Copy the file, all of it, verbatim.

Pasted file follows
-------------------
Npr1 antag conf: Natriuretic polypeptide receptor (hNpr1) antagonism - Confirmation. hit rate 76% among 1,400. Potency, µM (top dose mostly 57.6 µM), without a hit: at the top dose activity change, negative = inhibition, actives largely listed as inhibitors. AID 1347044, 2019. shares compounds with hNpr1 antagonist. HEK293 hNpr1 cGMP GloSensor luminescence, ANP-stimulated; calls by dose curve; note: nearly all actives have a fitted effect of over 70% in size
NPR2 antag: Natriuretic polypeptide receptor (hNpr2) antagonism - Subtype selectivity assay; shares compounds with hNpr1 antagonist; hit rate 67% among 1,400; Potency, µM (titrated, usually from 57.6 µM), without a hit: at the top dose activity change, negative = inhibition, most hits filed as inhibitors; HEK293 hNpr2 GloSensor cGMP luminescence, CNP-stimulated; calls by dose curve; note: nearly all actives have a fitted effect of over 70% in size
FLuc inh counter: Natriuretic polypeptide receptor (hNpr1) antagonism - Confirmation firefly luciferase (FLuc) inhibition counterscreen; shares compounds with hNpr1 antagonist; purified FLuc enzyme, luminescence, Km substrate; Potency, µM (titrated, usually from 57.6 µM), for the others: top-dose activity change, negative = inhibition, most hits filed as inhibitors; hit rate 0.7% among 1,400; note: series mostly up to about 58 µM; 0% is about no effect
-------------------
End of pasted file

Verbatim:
Npr1 antag conf: Natriuretic polypeptide receptor (hNpr1) antagonism - Confirmation. hit rate 76% among 1,400. Potency, µM (top dose mostly 57.6 µM), without a hit: at the top dose activity change, negative = inhibition, actives largely listed as inhibitors. AID 1347044, 2019. shares compounds with hNpr1 antagonist. HEK293 hNpr1 cGMP GloSensor luminescence, ANP-stimulated; calls by dose curve; note: nearly all actives have a fitted effect of over 70% in size
NPR2 antag: Natriuretic polypeptide receptor (hNpr2) antagonism - Subtype selectivity assay; shares compounds with hNpr1 antagonist; hit rate 67% among 1,400; Potency, µM (titrated, usually from 57.6 µM), without a hit: at the top dose activity change, negative = inhibition, most hits filed as inhibitors; HEK293 hNpr2 GloSensor cGMP luminescence, CNP-stimulated; calls by dose curve; note: nearly all actives have a fitted effect of over 70% in size
FLuc inh counter: Natriuretic polypeptide receptor (hNpr1) antagonism - Confirmation firefly luciferase (FLuc) inhibition counterscreen; shares compounds with hNpr1 antagonist; purified FLuc enzyme, luminescence, Km substrate; Potency, µM (titrated, usually from 57.6 µM), for the others: top-dose activity change, negative = inhibition, most hits filed as inhibitors; hit rate 0.7% among 1,400; note: series mostly up to about 58 µM; 0% is about no effect